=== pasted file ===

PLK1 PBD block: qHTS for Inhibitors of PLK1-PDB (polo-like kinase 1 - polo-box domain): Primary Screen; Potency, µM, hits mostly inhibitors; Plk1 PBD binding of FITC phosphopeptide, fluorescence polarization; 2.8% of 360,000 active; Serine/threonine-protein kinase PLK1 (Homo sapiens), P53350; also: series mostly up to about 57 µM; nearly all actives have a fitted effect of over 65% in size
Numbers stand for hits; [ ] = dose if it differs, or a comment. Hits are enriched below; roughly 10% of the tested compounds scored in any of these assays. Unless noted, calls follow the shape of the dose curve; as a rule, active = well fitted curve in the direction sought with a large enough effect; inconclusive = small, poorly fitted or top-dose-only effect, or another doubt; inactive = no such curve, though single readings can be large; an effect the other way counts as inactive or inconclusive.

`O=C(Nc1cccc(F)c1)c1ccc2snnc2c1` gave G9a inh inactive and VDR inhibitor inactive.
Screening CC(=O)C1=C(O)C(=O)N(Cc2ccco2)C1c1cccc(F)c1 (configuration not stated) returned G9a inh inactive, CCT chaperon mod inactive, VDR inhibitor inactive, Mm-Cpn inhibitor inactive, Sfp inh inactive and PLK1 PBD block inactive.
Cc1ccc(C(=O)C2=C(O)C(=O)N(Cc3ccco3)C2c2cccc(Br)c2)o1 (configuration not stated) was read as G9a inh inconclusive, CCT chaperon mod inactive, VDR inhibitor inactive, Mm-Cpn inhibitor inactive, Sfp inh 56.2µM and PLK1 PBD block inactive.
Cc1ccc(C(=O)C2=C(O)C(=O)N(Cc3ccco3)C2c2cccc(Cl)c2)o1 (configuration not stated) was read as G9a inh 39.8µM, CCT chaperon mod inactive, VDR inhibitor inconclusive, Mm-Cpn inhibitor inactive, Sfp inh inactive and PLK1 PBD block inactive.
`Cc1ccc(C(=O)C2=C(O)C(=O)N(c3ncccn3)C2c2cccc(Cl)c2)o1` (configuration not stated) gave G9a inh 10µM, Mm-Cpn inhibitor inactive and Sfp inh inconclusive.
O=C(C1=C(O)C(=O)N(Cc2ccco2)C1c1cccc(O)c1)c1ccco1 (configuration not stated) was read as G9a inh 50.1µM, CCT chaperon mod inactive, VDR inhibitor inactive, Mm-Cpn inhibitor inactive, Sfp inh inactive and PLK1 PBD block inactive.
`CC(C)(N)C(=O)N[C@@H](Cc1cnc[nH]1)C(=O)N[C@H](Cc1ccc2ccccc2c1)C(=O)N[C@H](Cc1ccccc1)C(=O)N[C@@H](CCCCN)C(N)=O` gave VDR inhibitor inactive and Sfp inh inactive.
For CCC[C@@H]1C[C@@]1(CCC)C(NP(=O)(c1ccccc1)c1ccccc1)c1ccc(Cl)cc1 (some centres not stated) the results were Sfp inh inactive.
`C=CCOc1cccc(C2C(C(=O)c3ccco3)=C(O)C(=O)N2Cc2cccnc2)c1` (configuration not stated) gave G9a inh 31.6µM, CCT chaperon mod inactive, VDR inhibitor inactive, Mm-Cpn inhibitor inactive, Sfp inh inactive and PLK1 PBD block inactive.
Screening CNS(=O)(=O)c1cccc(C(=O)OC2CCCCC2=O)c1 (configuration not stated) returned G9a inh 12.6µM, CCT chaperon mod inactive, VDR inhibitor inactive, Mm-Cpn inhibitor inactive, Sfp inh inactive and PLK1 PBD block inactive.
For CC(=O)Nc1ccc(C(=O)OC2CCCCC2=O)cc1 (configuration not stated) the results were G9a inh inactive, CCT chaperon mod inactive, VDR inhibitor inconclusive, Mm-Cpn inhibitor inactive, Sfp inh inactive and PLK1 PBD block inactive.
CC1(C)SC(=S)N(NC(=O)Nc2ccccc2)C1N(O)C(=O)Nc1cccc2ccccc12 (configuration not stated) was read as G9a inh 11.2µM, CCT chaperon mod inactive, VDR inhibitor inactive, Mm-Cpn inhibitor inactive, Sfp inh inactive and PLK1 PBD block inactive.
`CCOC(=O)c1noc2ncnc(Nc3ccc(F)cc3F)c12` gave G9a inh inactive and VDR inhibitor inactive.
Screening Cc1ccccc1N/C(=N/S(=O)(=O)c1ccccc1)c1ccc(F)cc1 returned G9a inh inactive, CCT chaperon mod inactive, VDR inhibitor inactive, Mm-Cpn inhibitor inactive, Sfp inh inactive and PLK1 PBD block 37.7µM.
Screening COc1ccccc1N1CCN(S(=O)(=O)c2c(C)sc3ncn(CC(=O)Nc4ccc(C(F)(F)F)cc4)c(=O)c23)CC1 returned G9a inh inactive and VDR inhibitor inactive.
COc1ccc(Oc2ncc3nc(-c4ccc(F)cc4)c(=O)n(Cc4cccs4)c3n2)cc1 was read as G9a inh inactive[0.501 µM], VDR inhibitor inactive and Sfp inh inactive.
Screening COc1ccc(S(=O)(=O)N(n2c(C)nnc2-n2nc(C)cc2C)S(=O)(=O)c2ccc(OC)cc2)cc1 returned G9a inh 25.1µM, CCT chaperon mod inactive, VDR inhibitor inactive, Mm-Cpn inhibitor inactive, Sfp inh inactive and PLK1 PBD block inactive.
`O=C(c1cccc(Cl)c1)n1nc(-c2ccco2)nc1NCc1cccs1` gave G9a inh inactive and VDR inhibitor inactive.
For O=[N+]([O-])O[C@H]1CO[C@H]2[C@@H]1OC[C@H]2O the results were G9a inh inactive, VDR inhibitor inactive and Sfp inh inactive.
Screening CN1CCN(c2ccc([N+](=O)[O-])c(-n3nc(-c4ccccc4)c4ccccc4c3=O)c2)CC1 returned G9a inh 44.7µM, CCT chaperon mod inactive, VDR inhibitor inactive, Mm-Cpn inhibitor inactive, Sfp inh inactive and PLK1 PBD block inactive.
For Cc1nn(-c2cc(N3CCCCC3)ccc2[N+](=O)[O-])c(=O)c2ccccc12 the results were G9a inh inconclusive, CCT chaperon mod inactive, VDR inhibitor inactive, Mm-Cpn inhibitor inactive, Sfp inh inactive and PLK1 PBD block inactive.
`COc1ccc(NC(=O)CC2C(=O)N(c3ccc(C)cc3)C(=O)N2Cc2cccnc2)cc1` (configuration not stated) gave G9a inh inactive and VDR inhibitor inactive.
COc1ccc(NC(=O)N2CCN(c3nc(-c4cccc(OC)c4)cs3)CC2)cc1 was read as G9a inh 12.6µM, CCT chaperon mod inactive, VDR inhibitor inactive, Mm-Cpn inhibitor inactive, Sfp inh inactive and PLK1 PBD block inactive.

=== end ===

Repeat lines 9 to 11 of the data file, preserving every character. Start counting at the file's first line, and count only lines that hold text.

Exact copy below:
`CC(C)(N)C(=O)N[C@@H](Cc1cnc[nH]1)C(=O)N[C@H](Cc1ccc2ccccc2c1)C(=O)N[C@H](Cc1ccccc1)C(=O)N[C@@H](CCCCN)C(N)=O` gave VDR inhibitor inactive and Sfp inh inactive.
For CCC[C@@H]1C[C@@]1(CCC)C(NP(=O)(c1ccccc1)c1ccccc1)c1ccc(Cl)cc1 (some centres not stated) the results were Sfp inh inactive.
`C=CCOc1cccc(C2C(C(=O)c3ccco3)=C(O)C(=O)N2Cc2cccnc2)c1` (configuration not stated) gave G9a inh 31.6µM, CCT chaperon mod inactive, VDR inhibitor inactive, Mm-Cpn inhibitor inactive, Sfp inh inactive and PLK1 PBD block inactive.